For most of the 21st Century, Canadian troops had been present in Afghanistan, yet still, like much of the world, Canada was caught off guard by the Taliban’s seizure of control in the country. The Taliban takeover now threatens to overturn two decades of significant progress for Afghans.
Similarly, India has important ties, interests, and investments in Afghanistan. As the most critical regional partner for Afghanistan before the Taliban re-seized control, India has contributed greatly to humanitarian and development assistance, infrastructure investment, and much more. Better than most nations, New Delhi appreciates the pivotal destabilizing role played by Pakistan in terms of sheltering and aiding the Taliban, and India also sees more clearly than most the geostrategic opportunity that China intends to seize upon with the overthrow of Afghanistan’s democratically elected government.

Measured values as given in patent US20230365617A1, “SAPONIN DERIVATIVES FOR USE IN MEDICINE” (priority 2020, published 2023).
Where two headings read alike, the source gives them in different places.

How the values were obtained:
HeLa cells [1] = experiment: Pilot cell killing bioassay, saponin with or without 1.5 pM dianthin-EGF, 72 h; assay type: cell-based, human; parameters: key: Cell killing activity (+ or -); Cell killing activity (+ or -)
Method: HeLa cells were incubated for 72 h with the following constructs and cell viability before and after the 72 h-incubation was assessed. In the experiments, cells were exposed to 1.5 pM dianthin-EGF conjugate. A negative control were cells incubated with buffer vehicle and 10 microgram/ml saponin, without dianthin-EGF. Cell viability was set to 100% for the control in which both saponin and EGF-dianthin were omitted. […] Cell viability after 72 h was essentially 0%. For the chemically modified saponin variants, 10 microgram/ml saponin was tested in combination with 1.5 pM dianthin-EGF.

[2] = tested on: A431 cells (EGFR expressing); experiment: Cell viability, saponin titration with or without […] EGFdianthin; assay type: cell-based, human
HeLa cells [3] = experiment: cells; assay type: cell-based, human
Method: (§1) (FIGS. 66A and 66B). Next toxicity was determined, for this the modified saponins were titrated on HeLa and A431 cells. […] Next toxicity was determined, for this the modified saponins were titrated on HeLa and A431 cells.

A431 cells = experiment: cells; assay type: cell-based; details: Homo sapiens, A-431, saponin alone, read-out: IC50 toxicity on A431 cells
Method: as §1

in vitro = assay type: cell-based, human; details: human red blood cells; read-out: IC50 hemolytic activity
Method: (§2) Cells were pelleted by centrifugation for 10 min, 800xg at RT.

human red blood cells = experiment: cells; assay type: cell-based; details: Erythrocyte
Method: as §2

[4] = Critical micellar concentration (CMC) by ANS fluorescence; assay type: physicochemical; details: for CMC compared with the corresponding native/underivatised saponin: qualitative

So, beyond the obvious interests in Afghanistan from these shared investments into the peace and prosperity of the Afghan people, Canada and India find themselves in a position of mutual need and advantage. This MLI-ORF discussion aims to bridge the gap between Canada and India with respect to their shared interest in Afghanistan. Speakers from both sides of the Indo-Pacific explore how Ottawa and New Delhi can work in closer cooperation with one another to pursue a strategy toward Afghanistan that can serve as a touchstone for future cooperation on a broad spectrum of international challenges.